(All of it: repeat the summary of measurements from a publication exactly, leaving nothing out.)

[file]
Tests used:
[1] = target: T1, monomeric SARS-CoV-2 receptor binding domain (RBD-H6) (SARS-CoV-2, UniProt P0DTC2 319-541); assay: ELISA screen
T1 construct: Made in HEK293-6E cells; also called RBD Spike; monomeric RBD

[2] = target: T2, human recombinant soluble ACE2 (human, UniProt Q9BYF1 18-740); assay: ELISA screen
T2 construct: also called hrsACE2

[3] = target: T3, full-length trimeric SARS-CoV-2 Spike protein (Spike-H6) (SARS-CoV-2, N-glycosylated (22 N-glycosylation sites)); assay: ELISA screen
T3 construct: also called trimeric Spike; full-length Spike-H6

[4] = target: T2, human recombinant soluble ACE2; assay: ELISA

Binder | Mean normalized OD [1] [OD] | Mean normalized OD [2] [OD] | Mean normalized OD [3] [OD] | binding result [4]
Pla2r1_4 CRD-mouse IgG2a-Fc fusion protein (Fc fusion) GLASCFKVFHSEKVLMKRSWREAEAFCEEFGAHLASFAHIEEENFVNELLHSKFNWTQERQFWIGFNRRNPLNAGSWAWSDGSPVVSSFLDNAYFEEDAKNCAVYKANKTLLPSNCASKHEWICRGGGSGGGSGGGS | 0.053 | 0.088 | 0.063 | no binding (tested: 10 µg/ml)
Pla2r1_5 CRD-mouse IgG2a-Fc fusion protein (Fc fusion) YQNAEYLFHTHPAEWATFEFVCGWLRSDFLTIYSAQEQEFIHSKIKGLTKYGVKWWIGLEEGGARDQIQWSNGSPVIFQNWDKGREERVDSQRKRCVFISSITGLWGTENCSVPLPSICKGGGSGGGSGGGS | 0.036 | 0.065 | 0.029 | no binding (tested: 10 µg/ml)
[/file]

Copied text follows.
Tests used:
[1] = target: T1, monomeric SARS-CoV-2 receptor binding domain (RBD-H6) (SARS-CoV-2, UniProt P0DTC2 319-541); assay: ELISA screen
T1 construct: Made in HEK293-6E cells; also called RBD Spike; monomeric RBD

[2] = target: T2, human recombinant soluble ACE2 (human, UniProt Q9BYF1 18-740); assay: ELISA screen
T2 construct: also called hrsACE2

[3] = target: T3, full-length trimeric SARS-CoV-2 Spike protein (Spike-H6) (SARS-CoV-2, N-glycosylated (22 N-glycosylation sites)); assay: ELISA screen
T3 construct: also called trimeric Spike; full-length Spike-H6

[4] = target: T2, human recombinant soluble ACE2; assay: ELISA

Binder | Mean normalized OD [1] [OD] | Mean normalized OD [2] [OD] | Mean normalized OD [3] [OD] | binding result [4]
Pla2r1_4 CRD-mouse IgG2a-Fc fusion protein (Fc fusion) GLASCFKVFHSEKVLMKRSWREAEAFCEEFGAHLASFAHIEEENFVNELLHSKFNWTQERQFWIGFNRRNPLNAGSWAWSDGSPVVSSFLDNAYFEEDAKNCAVYKANKTLLPSNCASKHEWICRGGGSGGGSGGGS | 0.053 | 0.088 | 0.063 | no binding (tested: 10 µg/ml)
Pla2r1_5 CRD-mouse IgG2a-Fc fusion protein (Fc fusion) YQNAEYLFHTHPAEWATFEFVCGWLRSDFLTIYSAQEQEFIHSKIKGLTKYGVKWWIGLEEGGARDQIQWSNGSPVIFQNWDKGREERVDSQRKRCVFISSITGLWGTENCSVPLPSICKGGGSGGGSGGGS | 0.036 | 0.065 | 0.029 | no binding (tested: 10 µg/ml)